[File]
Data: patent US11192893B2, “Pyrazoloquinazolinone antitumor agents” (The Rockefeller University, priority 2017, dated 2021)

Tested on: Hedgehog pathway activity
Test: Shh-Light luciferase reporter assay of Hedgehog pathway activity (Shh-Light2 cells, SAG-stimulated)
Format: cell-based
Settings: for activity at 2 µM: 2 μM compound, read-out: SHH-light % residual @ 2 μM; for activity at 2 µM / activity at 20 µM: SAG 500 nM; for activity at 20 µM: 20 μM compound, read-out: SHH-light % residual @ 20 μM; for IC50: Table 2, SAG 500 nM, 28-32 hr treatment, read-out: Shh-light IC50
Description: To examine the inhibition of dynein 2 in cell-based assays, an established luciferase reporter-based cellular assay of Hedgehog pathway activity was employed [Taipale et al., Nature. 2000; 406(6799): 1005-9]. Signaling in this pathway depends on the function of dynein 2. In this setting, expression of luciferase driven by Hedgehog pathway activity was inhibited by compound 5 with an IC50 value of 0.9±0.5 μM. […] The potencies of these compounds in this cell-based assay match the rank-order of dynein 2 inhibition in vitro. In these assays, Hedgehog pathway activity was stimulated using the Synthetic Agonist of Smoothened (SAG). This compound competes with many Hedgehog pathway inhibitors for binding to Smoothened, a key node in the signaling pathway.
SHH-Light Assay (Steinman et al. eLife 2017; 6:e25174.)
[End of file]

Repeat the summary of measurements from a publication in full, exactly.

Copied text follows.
Data: patent US11192893B2, “Pyrazoloquinazolinone antitumor agents” (The Rockefeller University, priority 2017, dated 2021)

Tested on: Hedgehog pathway activity
Test: Shh-Light luciferase reporter assay of Hedgehog pathway activity (Shh-Light2 cells, SAG-stimulated)
Format: cell-based
Settings: for activity at 2 µM: 2 μM compound, read-out: SHH-light % residual @ 2 μM; for activity at 2 µM / activity at 20 µM: SAG 500 nM; for activity at 20 µM: 20 μM compound, read-out: SHH-light % residual @ 20 μM; for IC50: Table 2, SAG 500 nM, 28-32 hr treatment, read-out: Shh-light IC50
Description: To examine the inhibition of dynein 2 in cell-based assays, an established luciferase reporter-based cellular assay of Hedgehog pathway activity was employed [Taipale et al., Nature. 2000; 406(6799): 1005-9]. Signaling in this pathway depends on the function of dynein 2. In this setting, expression of luciferase driven by Hedgehog pathway activity was inhibited by compound 5 with an IC50 value of 0.9±0.5 μM. […] The potencies of these compounds in this cell-based assay match the rank-order of dynein 2 inhibition in vitro. In these assays, Hedgehog pathway activity was stimulated using the Synthetic Agonist of Smoothened (SAG). This compound competes with many Hedgehog pathway inhibitors for binding to Smoothened, a key node in the signaling pathway.
SHH-Light Assay (Steinman et al. eLife 2017; 6:e25174.)